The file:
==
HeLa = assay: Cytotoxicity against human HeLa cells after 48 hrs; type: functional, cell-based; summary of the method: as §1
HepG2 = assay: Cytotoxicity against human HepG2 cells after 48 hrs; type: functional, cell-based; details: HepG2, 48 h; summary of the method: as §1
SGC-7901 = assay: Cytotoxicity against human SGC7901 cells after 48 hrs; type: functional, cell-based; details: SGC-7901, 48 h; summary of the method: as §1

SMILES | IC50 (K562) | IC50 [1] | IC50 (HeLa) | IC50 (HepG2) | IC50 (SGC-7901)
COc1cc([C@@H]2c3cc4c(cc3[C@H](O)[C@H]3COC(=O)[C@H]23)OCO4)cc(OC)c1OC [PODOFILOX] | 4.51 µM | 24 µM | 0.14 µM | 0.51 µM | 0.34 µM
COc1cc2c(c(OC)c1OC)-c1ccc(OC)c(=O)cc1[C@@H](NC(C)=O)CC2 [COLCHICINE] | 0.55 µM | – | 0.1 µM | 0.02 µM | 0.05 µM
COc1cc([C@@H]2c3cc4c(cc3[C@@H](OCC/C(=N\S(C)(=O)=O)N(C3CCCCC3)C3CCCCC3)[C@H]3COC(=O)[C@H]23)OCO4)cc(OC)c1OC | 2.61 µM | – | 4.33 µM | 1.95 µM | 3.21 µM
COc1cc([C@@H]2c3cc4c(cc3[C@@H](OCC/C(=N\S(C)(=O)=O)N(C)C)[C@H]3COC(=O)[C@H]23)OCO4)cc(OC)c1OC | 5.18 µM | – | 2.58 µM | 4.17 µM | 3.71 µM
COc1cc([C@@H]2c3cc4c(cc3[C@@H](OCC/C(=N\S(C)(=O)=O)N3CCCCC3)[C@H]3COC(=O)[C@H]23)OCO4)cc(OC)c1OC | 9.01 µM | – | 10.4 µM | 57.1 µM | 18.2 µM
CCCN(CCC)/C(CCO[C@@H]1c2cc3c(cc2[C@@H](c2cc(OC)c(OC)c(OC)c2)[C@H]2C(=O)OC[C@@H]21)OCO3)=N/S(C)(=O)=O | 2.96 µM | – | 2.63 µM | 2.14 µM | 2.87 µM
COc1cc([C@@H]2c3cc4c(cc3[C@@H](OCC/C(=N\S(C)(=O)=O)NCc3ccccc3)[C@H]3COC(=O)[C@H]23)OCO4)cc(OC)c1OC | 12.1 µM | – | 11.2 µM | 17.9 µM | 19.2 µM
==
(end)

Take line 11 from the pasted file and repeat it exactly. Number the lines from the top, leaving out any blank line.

COc1cc([C@@H]2c3cc4c(cc3[C@@H](OCC/C(=N\S(C)(=O)=O)NCc3ccccc3)[C@H]3COC(=O)[C@H]23)OCO4)cc(OC)c1OC | 12.1 µM | – | 11.2 µM | 17.9 µM | 19.2 µM